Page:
Black Mental Health Matters

In this time of tragedy and turmoil across the nation, we members of “You’re Not Alone” are reaching out to express our support and solidarity for the movement that is taking place in the United States and around the world right now.

While many of us do not experience the same level of struggle that Black Americans feel across the country, we recognize the tragic effects of a continually perpetuated cycle of intolerance and racial prejudice. As we try our best to raise awareness and to eliminate the stigma surrounding mental health for teens, we also acknowledge that, unfortunately, systemic racism exists within this field as well.

According to Mental Health America, “historical adversity, which includes slavery, sharecropping, and race-based exclusion from health, educational, social, and economic resources, translates into socioeconomic disparities experienced by African Americans today.” What this translates to is this: People who are impoverished, homeless, incarcerated, or have substance abuse problems are at higher risk for poor mental health, on top of a lack of resources and access.

This is systemic racism at play. For this article, the term “systemic racism” is defined as a form of racism expressed in the practice of social and political institutions. It is reflected in disparities regarding wealth, income, criminal justice, employment, housing, health care, political power, and education, among other factors. All these factors contribute to the fact that adult Black/African Americans are 20% more likely to report serious psychological distress than adult whites, despite making up only 13.4% of the total population of the United States. In general, adult Black/African Americans are more likely to have feelings of sadness, hopelessness, and worthlessness than the nation’s white adults. And while Black/African Americans are less likely to die from suicide as teenagers, they are more likely to attempt suicide than are white teenagers (8.3% v. 6.2%).

Yes, these numbers are shocking, and it can be quite difficult to believe that a difference in wages can lead to a significant gap in the percentage of having mental health issues. So let’s look again at the statistics. For every $1 a similarly qualified white man earns in the same job, a black man would only make $0.87, despite decades of effort to achieve wage equity. Considering black/African Americans living below poverty are three times more likely to report serious psychological distress than those living above poverty. This means that, compared to white Americans, more black/African Americans are likely to suffer from the psychological consequences of poverty.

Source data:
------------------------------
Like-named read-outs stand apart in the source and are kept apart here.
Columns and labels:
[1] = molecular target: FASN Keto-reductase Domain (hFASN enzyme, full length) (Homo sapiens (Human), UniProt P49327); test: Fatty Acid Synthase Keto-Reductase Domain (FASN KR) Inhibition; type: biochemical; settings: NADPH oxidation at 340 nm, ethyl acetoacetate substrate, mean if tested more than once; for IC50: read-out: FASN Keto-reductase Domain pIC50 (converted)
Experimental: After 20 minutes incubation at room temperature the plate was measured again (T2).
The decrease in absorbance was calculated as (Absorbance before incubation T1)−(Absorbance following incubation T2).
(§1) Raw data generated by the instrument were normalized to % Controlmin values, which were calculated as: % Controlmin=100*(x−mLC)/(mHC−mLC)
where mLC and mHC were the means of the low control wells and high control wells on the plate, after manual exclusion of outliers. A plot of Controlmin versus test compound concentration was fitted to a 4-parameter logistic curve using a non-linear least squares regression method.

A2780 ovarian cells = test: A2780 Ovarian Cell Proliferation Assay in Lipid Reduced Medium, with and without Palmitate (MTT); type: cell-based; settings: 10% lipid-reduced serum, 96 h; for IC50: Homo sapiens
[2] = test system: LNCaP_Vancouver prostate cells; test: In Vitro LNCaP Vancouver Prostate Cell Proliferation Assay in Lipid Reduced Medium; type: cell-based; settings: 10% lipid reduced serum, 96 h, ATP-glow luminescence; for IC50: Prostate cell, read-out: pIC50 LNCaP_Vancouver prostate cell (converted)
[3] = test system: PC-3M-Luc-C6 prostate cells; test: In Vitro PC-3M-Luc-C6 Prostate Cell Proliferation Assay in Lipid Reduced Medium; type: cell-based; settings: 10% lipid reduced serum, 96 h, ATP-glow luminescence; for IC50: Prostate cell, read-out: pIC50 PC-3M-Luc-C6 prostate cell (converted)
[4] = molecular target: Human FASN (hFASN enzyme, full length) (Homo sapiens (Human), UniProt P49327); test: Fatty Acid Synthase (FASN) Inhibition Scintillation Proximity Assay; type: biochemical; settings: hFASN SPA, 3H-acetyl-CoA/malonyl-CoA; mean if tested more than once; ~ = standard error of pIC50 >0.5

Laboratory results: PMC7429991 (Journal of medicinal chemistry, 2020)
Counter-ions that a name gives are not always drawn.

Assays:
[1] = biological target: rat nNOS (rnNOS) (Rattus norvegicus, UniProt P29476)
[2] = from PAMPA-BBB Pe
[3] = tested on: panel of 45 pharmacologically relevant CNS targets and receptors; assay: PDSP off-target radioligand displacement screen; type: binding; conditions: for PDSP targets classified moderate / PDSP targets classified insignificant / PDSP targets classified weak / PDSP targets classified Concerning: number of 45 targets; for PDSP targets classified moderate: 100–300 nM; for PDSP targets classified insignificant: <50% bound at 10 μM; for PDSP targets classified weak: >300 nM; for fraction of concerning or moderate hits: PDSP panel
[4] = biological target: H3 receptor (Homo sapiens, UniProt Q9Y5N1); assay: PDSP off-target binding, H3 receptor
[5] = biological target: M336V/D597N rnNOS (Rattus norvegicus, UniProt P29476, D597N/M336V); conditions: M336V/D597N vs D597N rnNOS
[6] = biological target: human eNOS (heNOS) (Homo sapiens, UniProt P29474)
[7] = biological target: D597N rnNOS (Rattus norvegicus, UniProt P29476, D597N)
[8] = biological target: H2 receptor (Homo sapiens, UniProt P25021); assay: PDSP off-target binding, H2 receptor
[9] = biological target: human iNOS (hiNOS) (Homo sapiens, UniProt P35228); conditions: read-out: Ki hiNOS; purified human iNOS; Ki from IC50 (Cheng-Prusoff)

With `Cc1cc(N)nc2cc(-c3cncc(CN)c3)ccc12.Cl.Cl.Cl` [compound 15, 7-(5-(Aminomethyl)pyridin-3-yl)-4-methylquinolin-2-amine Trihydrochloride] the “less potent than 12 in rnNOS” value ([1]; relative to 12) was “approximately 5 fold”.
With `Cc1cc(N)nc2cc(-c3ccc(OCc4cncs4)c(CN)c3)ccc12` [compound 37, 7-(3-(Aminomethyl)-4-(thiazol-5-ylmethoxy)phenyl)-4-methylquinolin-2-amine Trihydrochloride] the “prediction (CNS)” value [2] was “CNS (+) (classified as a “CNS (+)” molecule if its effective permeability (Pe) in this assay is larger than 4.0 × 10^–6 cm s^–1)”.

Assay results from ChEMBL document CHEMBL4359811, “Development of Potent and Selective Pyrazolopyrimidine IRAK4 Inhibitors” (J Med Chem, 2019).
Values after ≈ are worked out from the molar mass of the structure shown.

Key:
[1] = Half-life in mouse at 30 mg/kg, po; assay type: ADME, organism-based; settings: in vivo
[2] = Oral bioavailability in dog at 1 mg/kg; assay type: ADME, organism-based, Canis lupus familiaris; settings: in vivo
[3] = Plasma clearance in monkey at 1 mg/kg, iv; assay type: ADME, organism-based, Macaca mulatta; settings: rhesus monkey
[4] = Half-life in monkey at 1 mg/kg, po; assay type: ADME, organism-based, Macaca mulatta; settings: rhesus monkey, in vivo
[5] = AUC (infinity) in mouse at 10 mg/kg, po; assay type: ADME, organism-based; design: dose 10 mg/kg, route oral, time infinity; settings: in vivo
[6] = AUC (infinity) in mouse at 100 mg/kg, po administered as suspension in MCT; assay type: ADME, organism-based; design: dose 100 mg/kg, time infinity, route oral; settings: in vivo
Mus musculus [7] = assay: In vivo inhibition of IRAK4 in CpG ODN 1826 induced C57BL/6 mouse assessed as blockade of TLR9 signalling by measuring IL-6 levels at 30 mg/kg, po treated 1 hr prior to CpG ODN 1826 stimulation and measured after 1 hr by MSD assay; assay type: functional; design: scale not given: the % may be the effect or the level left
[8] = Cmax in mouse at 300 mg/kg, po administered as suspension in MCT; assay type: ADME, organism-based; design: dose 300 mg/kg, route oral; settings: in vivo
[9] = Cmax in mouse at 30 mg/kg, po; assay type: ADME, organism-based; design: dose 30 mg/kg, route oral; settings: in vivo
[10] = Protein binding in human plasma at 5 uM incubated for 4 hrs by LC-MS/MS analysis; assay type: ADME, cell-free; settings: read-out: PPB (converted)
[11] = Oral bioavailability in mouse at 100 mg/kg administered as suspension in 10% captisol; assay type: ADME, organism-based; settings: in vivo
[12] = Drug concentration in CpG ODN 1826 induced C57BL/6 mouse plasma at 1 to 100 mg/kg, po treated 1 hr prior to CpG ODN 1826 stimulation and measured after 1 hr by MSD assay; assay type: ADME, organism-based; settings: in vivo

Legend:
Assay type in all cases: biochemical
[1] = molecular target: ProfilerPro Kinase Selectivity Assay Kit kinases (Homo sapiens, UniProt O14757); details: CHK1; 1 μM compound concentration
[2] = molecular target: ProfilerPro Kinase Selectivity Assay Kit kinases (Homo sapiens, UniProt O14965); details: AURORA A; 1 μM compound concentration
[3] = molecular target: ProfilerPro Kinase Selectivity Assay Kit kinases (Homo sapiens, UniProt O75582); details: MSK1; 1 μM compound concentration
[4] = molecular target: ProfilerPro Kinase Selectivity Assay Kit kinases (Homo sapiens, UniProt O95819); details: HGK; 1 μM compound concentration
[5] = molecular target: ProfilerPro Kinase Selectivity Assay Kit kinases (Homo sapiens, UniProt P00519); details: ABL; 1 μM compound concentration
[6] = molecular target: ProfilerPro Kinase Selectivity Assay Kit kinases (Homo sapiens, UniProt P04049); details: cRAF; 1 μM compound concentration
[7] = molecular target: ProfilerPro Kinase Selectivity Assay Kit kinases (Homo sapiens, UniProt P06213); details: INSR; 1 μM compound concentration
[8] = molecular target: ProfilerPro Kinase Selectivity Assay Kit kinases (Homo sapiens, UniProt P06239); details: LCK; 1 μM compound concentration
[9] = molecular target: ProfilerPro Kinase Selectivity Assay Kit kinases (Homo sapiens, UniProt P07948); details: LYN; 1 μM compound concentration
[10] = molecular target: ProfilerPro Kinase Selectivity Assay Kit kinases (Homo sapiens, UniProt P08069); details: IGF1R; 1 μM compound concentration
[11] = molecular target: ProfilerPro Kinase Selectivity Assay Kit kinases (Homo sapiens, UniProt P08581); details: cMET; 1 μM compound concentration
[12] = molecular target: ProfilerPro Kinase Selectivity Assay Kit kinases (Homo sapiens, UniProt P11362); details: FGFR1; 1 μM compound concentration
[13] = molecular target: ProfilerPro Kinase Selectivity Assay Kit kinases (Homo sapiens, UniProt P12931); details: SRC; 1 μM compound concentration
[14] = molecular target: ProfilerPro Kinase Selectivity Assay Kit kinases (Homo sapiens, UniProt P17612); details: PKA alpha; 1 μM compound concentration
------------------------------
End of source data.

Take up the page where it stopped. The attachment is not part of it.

Compounding this problem is mass incarceration; Black/African Americans today are over-represented in our jails and prisons. People of color account for 60% of the prison population. Black/African Americans also account for 37% of drug arrests, but only 14% of regular drug users, (which is frequently associated with self-medication among people with mental illnesses). While whether these people are falsely convicted is a different question, one thing is clear: a criminal record makes it more challenging to seek rewarding employment, leading to a higher risk of poverty and, by extension, mental health issues. Moreover, Black/African Americans of all ages are more likely to be victims of serious violent crime than are non-Hispanic whites, making them more likely to meet the diagnostic criteria for post-traumatic stress disorder (PTSD). They are also twice as likely to be diagnosed with schizophrenia, according to Mental Health America.

The sad truth is, despite a higher risk of psychological distress and the expanding field of counseling and therapy, black Americans seem to shy away from the help they often need. The irony is that the professional help they need is often a part of systemic racism. Because less than 2% of American Psychological Association members are Black/African American, some may worry that mental health care practitioners are not culturally competent enough to treat their specific issues. This is compounded by the fact that some Black/African American patients have reported experiencing racism and microaggression from therapists. In addition, stigma and judgment from non-professionals prevent Black/African Americans from seeking treatment for their mental illnesses. Research indicates that Black/African Americans believe that mild depression or anxiety would be considered “crazy” in their social circles. Furthermore, many believe that discussions about mental illness would not be appropriate even among family. This creates a toxic environment in which black people who require treatment are unable to ask for help, creating a cycle of racial injustice within the field of mental health.

While not all of us will ever experience race-related mental health stigma or a lack of resources, we need to acknowledge and confront this existing problem. Since You’re Not Alone is dedicated to raising awareness about teenage mental health, it is naturally our duty to also address and educate ourselves on an equally, if not more important aspect of the mental health experience in America. We will continue to stay informed, have difficult conversations, and reach out to help in any way possible.

To our friends in the black community, we know there is more work to do. We stand in solidarity with you. We are here for you. If you need anything or any support at all, please reach out to us.

“Injustice anywhere is a threat to justice everywhere.”-Martin Luther King Jr.


“Black & African American Communities and Mental Health.” Mental Health America,

Williams, Monnica. “Why African Americans Avoid Psychotherapy.” Psychology Today, Sussex Publishers, 2 Nov. 2011,

American Psychological Association,

The Costs and Consequences of Disparities in Behavioral Health Care,

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